What men want online

What men want online

Derived from Marketing Interactive

Men in Asia are more likely to prioritise their jobs over love and are extremely focused on their work, career and earning money. Brands need to provide a distraction, or assistance needed to make tough choices if they want to reach them, says a new study.

The new study by Microsoft Advertising and MEC showed that bachelors in Asia use an average of eleven email addresses, three smartphones, and various social channels to stay connected to their first loves: their jobs.

The study spanned six markets in Asia – China, Taiwan, Singapore, India, Indonesia and Australia and interviewed 4,200 young male bachelors between the ages of 21 to 39 to better understand their online behavior. The results show how men use many different devices daily to engage and support their digital activities online for work, socializing and entertainment. The study also revealed how pre-family men plan their time online and use digital content and technology to help them achieve their goals.

In addition to a strong purchasing power, the study proves that the pre-family man is influential and digitally savvy – almost one out of five is labeled as an innovator or early adopter of technology.

Importantly for marketers, this segment is also becoming increasingly larger as the marital age of men in Asia continues to get delayed. The median age for first marriages of men in Asia rose to 32 in 2011.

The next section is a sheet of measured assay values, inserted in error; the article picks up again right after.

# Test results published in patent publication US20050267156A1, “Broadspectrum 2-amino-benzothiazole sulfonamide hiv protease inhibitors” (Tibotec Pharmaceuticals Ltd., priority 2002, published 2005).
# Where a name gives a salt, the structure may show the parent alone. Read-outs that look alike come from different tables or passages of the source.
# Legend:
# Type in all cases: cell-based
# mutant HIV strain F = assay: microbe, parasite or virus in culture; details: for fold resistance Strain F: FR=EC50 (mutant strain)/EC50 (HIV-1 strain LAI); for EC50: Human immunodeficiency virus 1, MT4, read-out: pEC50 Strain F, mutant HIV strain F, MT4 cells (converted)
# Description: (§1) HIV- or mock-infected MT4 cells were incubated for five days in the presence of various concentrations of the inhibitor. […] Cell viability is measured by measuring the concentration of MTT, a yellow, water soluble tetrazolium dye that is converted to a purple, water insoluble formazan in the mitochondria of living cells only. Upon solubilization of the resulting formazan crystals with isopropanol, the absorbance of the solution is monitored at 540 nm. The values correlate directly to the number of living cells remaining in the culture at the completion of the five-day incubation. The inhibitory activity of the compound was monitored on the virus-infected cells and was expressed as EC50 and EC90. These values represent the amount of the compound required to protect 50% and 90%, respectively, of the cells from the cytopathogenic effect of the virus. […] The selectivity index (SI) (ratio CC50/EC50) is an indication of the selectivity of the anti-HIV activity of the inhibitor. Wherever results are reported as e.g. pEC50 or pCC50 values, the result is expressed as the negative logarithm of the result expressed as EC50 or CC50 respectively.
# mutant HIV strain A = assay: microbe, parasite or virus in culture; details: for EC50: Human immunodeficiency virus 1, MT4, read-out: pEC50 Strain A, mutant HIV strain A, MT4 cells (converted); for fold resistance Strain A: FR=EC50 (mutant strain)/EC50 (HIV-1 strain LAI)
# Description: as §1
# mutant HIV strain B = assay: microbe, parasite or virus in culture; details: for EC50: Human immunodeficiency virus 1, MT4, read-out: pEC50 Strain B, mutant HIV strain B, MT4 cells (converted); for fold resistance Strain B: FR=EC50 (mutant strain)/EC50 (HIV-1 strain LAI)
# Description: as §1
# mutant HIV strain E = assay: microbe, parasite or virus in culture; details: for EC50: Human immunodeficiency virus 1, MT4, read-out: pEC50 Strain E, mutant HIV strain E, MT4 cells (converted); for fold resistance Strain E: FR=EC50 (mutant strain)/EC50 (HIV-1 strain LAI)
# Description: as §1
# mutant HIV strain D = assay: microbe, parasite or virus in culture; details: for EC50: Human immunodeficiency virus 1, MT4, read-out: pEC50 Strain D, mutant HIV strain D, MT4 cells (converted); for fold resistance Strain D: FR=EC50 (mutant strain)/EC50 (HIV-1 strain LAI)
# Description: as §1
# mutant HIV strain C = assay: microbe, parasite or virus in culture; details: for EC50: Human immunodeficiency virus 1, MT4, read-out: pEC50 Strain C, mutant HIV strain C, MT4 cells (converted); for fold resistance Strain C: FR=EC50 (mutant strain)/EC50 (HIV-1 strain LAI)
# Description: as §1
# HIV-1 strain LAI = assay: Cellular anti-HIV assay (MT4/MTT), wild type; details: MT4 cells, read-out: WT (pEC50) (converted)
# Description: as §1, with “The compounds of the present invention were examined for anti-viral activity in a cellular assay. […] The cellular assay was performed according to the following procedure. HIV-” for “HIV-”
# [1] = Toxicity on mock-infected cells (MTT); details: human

“The pre-family man study provides marketers with tremendous insights into the online behavior of this prized segment. Because the digital world is in a constant state of evolution, understanding how pre-family men access information can help marketers enhance their storytelling experience in creative and relevant ways,” said Heidi Lau, head of research, Microsoft Advertising Asia.

The study concluded that brands need to break through an information glut to reach these men and engage with them by providing a distraction or assistance needed to make tough choices, being wary of adding more information sources unless it is for a very specific need complementing the existing sources.

It also advised appealing to their competitive nature and select the right content, by device, by time of day, and by mindset to maximize accessibility and engagement.

Other findings in the study showed that while men in the EMEA regions prioritised love, men in Asia chose their jobs. The pre-family man in Asia puts his job or career ahead of his other priorities (29%). This is followed by money (17%), love (17%), family (12 %) and friends (8%). Surprisingly, pre-family men in Europe, the Middle East and Africa highlight love as their first priority (75%). Within Asia-Pacific, Australian men follow the Westernized trend, prioritizing love over their career (32 compared to 14%).

Pre-family men use technology to manage their daily online activity such as communication, entertainment and organizing finances, showing that their online behavior is often planned, even down to what they use the Internet for at different times of the day.

They also get competitive when it comes to games and social networking as social connectivity provides them with the platform to not only play games but communicate their competitiveness among peers.

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